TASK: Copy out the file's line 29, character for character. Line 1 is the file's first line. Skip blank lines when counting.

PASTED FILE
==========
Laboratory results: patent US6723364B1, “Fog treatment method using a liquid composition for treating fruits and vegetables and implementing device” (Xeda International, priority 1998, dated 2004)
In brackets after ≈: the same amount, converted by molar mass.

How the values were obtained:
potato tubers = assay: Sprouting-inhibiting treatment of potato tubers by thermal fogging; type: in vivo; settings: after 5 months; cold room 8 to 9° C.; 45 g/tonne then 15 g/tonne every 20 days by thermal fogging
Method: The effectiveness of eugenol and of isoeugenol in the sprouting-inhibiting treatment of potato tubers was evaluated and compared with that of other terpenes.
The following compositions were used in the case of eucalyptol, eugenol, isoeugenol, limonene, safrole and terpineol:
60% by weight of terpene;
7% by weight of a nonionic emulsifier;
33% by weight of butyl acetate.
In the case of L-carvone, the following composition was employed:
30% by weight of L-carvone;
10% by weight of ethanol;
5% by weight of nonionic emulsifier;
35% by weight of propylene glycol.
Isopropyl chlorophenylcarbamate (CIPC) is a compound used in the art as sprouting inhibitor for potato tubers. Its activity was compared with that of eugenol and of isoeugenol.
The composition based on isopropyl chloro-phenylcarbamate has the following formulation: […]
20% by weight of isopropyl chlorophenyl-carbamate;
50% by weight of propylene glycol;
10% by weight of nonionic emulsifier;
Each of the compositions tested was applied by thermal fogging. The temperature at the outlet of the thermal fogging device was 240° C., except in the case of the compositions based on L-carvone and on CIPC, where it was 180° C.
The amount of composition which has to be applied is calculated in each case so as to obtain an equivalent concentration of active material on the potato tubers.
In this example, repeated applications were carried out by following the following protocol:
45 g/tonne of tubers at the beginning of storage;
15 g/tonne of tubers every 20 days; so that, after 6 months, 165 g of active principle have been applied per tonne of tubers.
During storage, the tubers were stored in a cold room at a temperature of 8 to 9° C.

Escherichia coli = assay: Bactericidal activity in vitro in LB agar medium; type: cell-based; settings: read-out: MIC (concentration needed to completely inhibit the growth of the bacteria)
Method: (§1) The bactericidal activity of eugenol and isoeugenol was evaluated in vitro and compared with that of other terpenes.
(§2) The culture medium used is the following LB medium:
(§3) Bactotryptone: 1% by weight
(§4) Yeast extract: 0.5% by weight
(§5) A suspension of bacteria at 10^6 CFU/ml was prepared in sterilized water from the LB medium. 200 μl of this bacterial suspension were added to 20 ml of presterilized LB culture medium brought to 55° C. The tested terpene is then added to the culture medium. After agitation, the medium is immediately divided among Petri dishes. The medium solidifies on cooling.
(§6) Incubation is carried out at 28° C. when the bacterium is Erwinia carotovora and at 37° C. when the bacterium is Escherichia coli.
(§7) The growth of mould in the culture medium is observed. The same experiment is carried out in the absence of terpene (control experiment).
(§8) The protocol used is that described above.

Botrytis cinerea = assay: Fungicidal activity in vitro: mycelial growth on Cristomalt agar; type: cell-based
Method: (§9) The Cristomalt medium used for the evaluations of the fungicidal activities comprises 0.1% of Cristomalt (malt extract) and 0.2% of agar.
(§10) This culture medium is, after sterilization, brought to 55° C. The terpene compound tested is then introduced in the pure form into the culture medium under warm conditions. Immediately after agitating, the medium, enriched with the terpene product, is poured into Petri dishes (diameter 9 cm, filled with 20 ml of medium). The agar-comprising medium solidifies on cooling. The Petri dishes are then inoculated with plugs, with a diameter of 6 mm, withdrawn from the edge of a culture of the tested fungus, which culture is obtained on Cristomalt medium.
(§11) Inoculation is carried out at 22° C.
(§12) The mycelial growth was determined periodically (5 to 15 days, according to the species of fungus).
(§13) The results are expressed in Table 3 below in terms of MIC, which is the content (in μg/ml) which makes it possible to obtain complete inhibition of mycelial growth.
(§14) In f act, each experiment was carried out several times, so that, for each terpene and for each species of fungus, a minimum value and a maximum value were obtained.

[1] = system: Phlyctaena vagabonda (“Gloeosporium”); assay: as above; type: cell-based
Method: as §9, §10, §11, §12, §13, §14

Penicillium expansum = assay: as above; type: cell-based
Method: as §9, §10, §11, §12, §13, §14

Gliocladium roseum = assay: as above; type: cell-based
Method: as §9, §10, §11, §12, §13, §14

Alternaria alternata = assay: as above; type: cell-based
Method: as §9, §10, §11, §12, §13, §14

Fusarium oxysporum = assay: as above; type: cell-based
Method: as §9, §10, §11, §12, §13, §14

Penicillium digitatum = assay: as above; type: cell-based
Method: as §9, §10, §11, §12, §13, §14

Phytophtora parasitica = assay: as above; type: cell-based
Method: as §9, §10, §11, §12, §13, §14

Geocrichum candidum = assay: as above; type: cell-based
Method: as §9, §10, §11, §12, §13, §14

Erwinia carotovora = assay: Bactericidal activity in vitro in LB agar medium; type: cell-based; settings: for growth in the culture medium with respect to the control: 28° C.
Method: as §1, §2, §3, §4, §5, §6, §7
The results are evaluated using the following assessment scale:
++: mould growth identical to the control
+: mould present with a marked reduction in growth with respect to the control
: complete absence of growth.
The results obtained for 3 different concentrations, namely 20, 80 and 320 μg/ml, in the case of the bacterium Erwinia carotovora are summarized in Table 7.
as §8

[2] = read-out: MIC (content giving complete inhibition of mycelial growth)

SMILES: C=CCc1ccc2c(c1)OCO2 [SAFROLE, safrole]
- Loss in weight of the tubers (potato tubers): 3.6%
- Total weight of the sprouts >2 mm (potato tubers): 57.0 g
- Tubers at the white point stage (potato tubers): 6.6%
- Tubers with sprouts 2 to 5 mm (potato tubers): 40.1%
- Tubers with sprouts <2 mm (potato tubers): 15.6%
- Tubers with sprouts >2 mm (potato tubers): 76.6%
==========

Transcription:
(§3) Bactotryptone: 1% by weight